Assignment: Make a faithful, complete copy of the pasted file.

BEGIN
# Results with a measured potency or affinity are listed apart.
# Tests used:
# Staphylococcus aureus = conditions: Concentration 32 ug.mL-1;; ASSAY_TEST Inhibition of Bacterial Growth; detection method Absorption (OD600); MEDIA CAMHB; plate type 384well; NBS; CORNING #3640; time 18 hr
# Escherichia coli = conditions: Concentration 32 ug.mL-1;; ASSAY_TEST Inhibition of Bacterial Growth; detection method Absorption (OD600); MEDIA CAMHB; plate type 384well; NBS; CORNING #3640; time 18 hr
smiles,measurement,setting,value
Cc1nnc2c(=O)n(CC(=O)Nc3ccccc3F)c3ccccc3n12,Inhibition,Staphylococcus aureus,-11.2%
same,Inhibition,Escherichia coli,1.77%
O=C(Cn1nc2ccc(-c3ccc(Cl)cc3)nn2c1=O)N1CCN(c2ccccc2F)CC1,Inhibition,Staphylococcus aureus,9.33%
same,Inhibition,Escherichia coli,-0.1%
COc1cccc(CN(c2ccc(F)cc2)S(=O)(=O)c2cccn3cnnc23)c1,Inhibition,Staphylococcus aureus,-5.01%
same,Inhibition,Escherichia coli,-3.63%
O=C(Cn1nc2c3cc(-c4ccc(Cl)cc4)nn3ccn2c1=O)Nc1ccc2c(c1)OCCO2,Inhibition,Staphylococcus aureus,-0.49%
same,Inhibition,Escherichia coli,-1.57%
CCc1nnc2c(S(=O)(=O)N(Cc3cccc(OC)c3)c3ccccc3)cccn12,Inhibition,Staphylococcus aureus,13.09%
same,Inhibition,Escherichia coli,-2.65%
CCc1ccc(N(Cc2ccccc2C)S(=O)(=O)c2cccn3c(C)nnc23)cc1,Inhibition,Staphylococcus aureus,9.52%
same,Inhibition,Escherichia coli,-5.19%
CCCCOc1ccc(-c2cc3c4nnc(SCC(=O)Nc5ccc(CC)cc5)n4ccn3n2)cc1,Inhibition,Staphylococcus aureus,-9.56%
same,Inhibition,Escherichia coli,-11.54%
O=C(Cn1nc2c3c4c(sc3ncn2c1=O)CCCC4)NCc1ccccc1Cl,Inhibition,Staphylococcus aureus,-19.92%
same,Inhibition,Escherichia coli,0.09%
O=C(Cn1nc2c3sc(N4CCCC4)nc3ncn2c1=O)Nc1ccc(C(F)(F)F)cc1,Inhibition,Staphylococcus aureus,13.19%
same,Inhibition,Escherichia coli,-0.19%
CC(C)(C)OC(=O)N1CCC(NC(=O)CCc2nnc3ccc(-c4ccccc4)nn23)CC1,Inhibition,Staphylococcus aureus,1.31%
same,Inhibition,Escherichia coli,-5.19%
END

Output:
# Results with a measured potency or affinity are listed apart.
# Tests used:
# Staphylococcus aureus = conditions: Concentration 32 ug.mL-1;; ASSAY_TEST Inhibition of Bacterial Growth; detection method Absorption (OD600); MEDIA CAMHB; plate type 384well; NBS; CORNING #3640; time 18 hr
# Escherichia coli = conditions: Concentration 32 ug.mL-1;; ASSAY_TEST Inhibition of Bacterial Growth; detection method Absorption (OD600); MEDIA CAMHB; plate type 384well; NBS; CORNING #3640; time 18 hr
smiles,measurement,setting,value
Cc1nnc2c(=O)n(CC(=O)Nc3ccccc3F)c3ccccc3n12,Inhibition,Staphylococcus aureus,-11.2%
same,Inhibition,Escherichia coli,1.77%
O=C(Cn1nc2ccc(-c3ccc(Cl)cc3)nn2c1=O)N1CCN(c2ccccc2F)CC1,Inhibition,Staphylococcus aureus,9.33%
same,Inhibition,Escherichia coli,-0.1%
COc1cccc(CN(c2ccc(F)cc2)S(=O)(=O)c2cccn3cnnc23)c1,Inhibition,Staphylococcus aureus,-5.01%
same,Inhibition,Escherichia coli,-3.63%
O=C(Cn1nc2c3cc(-c4ccc(Cl)cc4)nn3ccn2c1=O)Nc1ccc2c(c1)OCCO2,Inhibition,Staphylococcus aureus,-0.49%
same,Inhibition,Escherichia coli,-1.57%
CCc1nnc2c(S(=O)(=O)N(Cc3cccc(OC)c3)c3ccccc3)cccn12,Inhibition,Staphylococcus aureus,13.09%
same,Inhibition,Escherichia coli,-2.65%
CCc1ccc(N(Cc2ccccc2C)S(=O)(=O)c2cccn3c(C)nnc23)cc1,Inhibition,Staphylococcus aureus,9.52%
same,Inhibition,Escherichia coli,-5.19%
CCCCOc1ccc(-c2cc3c4nnc(SCC(=O)Nc5ccc(CC)cc5)n4ccn3n2)cc1,Inhibition,Staphylococcus aureus,-9.56%
same,Inhibition,Escherichia coli,-11.54%
O=C(Cn1nc2c3c4c(sc3ncn2c1=O)CCCC4)NCc1ccccc1Cl,Inhibition,Staphylococcus aureus,-19.92%
same,Inhibition,Escherichia coli,0.09%
O=C(Cn1nc2c3sc(N4CCCC4)nc3ncn2c1=O)Nc1ccc(C(F)(F)F)cc1,Inhibition,Staphylococcus aureus,13.19%
same,Inhibition,Escherichia coli,-0.19%
CC(C)(C)OC(=O)N1CCC(NC(=O)CCc2nnc3ccc(-c4ccccc4)nn23)CC1,Inhibition,Staphylococcus aureus,1.31%
same,Inhibition,Escherichia coli,-5.19%